Name

Wireframes

Once I’d found the right solutions, I transitioned the paper wireframes into a digital, working prototype. This involved capturing responsive design considerations for desktop, tablet, and mobile screens. It also meant refining the low-fidelity wireframes for an optimal user flow followed by prototyping to create a seamless user journey.

Name

Usability Testing

To test the accessibility and functionality of the mid-fidelity prototype, I conducted an unmoderated usability study with 8 participants. Each of them were directed to complete a list of tasks using the prototype that tested the onboarding, event sign-up, and resource flows.

Findings

Several key insights stood out from the usability test: - 6 / 8 participants said that not being able to view events as a guest was frustrating/disappointing. - 5 / 8 participants felt that the mobile app’s homepage did not give enough context about the events featured. - 3 / 8 participants said that some of the typography wasn’t large enough. 1 of them had a visual impairment and did not have an accessible experience on the app.

Feedback Iteration

Using my findings from the usability study, I worked to solve the key pain points that had come up with participants. ‍ Pain point #1: To fix the guest experience on the responsive website, I created a preview section of the landing page that users could move through while signed out. Instead of requiring visitors to sign in to see events, they were only required to do so before signing up for a specific event. Pain point #2: Participants said they needed more context about each event before navigating to the long-form details. To do this, I added key information (including the day and location of the event) to the cards on the home screen. Pain point #3: To ensure visual accessibility, I made the text larger (following Apple's Human Interface Guidelines) and invited the participant who pointed out the problem to test the improved experience.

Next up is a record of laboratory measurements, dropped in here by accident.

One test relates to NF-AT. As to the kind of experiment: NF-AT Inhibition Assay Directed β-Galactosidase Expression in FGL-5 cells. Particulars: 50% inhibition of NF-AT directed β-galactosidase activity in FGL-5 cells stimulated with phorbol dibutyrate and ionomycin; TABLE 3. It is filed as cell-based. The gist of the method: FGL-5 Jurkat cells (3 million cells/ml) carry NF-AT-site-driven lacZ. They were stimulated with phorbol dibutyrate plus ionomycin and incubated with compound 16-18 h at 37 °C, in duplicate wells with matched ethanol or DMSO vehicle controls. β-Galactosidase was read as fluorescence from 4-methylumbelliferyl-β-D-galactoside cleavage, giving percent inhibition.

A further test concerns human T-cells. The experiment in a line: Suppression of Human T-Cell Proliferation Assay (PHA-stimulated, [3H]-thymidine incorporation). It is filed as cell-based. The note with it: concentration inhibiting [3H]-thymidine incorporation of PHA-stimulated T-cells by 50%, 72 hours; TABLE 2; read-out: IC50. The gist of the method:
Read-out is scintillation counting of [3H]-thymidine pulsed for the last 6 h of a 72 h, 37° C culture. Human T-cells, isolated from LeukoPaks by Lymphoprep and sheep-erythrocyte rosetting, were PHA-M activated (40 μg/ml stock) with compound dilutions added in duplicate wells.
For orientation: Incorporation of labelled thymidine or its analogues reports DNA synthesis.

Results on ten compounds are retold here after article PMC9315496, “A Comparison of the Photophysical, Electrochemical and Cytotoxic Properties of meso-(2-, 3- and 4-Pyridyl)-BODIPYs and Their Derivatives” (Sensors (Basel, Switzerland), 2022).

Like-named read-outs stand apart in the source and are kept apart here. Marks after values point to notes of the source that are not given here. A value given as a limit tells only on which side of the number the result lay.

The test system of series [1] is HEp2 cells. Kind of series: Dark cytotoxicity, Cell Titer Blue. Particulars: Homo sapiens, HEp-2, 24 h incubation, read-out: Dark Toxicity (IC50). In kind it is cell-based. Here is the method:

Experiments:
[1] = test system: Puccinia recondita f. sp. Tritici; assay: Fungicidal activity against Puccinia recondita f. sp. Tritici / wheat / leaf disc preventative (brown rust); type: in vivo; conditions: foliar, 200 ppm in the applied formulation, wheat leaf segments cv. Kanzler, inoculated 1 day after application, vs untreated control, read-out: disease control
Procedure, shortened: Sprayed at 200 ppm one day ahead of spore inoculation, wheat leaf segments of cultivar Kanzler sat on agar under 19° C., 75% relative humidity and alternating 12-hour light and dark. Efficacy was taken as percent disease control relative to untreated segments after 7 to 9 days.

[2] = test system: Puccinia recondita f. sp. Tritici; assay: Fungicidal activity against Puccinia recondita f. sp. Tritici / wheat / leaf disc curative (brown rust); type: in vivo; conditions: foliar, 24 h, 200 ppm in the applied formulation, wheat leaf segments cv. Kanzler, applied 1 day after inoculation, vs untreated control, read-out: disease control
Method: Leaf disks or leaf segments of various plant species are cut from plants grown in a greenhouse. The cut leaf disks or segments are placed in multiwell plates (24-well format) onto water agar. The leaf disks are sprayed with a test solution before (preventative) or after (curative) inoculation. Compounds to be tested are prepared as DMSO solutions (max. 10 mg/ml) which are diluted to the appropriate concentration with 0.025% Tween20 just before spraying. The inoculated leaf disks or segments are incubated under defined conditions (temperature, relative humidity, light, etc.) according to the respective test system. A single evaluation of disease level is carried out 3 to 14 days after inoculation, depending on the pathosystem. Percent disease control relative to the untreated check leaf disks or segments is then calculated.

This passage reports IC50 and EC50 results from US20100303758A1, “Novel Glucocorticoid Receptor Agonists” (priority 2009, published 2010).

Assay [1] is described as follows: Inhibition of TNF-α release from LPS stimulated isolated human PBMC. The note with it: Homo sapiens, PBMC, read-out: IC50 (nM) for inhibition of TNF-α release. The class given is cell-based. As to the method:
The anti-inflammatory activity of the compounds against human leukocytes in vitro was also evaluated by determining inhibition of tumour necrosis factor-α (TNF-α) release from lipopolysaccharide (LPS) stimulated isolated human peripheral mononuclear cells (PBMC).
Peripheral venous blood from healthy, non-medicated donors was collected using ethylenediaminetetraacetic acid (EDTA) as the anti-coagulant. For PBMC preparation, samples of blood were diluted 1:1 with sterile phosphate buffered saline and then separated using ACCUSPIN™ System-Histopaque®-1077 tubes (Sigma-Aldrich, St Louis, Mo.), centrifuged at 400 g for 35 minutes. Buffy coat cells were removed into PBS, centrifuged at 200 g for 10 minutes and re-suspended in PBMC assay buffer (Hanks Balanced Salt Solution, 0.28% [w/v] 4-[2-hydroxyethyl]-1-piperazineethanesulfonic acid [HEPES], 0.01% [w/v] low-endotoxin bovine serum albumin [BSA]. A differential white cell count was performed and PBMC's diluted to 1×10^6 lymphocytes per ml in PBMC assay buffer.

Name

Interactive Prototype

After addressing the design concerns, I transitioned the mid-fidelity screens to a working high-fidelity prototype.

Name

Reflection

Throughout this process, I’ve come to understand that organizations like Bridge are need to prioritize user-centric design to build their network (and thus help more people in need!). Having seamless navigation and quick user journeys helps encourage volunteers to participate in events for social good. It’s essential to create an experiences that thinks for the user and constantly anticipates their needs. Creating Bridge helped me recognize that the most important part of a designer’s job is to empathize with users on a deeper level. Stepping into their shoes to create solutions enables a better, more intuitive experience and thus a better relationship with the users.

Copyright © 2024

Annie Koop.

All rights reserved.

2:00:05 PM

Copyright © 2024

Annie Koop.

All rights reserved.

2:00:05 PM

Copyright © 2024

Annie Koop.

All rights reserved.

2:00:05 PM